Importantly, one of the investors noted on his podcast that these chips aren’t produced at the most advanced chip factories. They are made through a process that is almost 15 years old at this point. So I expect that dedicated AI chips will migrate into devices to alleviate some of the demand for compute. The demand for compute might thus serve as a decentralizing force in tech. Ben Thompson’s recent Stratechery post on “AI Integration and Modularization” offers a deeper look at the forces of centralization and decentralization. 

The demand for compute is also bringing the industry headlong into the energy debate. Energy demand is on the rise after plateauing for years, and the demand from data centers is one of the three reasons why. As Cy McGeady at the Center for Strategic & International Studies explained, “There is very strong evidence that a confluence of three trends—reshoring of industry, AI-driven database expansion, and broad-based electrification—will drive a sustained period of electric demand growth.” The growing appetite for computational resources will become a much bigger player in the politics of energy. Since load growth is going to be localized, there are likely to be odd local political fights. More on that in the future, as well as on efforts by companies to economize on compute. 

Next week, I am going to take on the challenge posed by Tim Lee, author of the must-read Understanding AI substack, “I really wish there were more economists involved in discussions of the implications of superintelligence.” 

Until then, 

🚀 Will

AI Roundup

  • Researchers Nirit Weiss-Blatt (whom I cited last week), Adam Thierer, and Taylor Barkley just published a paper “The AI Technopanic and Its Effects.” The report “documents the most recent extreme rhetoric around AI, identifies the incentives that motivate it, and explores the effects it has on public policy.”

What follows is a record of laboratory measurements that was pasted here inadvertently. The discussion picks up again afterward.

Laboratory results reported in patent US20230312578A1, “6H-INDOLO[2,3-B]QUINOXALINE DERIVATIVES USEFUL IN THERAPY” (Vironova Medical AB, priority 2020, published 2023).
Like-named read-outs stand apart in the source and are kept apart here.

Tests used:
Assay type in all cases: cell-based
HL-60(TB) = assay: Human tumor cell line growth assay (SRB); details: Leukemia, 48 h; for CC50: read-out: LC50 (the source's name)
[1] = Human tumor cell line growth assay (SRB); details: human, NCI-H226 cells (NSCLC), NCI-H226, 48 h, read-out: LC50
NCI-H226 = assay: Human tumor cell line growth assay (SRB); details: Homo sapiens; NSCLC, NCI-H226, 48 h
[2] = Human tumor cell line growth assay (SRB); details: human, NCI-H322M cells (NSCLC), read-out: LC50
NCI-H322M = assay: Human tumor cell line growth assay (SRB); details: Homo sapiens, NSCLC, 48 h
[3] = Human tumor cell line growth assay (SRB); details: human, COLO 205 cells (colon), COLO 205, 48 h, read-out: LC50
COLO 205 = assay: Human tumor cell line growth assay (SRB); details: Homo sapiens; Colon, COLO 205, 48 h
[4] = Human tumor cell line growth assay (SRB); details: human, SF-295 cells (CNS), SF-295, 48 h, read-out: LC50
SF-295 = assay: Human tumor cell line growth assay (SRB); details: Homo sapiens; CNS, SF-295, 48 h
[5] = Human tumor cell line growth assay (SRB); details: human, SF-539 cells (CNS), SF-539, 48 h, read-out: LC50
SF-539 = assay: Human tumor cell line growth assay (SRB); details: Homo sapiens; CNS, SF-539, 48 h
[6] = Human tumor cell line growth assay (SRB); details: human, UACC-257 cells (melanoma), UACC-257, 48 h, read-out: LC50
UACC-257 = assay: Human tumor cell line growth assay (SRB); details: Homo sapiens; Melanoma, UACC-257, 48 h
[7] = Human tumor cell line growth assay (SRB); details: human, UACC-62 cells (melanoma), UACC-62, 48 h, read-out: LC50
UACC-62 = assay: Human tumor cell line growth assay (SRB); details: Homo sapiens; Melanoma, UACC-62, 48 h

• OpenAI and the Wall Street Journal have struck a deal over content for $250 million. OpenAI also secured a key partnership with Reddit.
  • Elon Musk has raised another $6 billion in capital to support his new xAI artificial intelligence venture.
  • I find this strategy of developing autonomous vehicles by Gatik interesting: “Gatik’s progress stems in part from what its vehicles don’t do. Its trucks provide middle-mile delivery services from distribution centers to stores on easy and predictable routes.”

Research and Reports

  • I’m just now diving into “The Economics of Social Media” from a cadre of researchers, but I imagine I will be using it a lot in coming work since it’s a “guide to the burgeoning literature on the economics of social media” that synthesizes “the main lessons from the empirical economics literature and organize[s] them around the three stages of the life cycle of content: (1) production, (2) distribution, and (3) consumption.”
  • Finally, useful philosophy: Philosophers are studying Reddit’s “Am I the Asshole?” to understand moral dilemmas experienced in daily life. The full paper is titled “A Large-Scale Investigation of Everyday Moral Dilemmas.” The moral pragmatist in me really enjoys this work. 

Will Rinehart is author of Techne and a senior fellow at the American Enterprise Institute.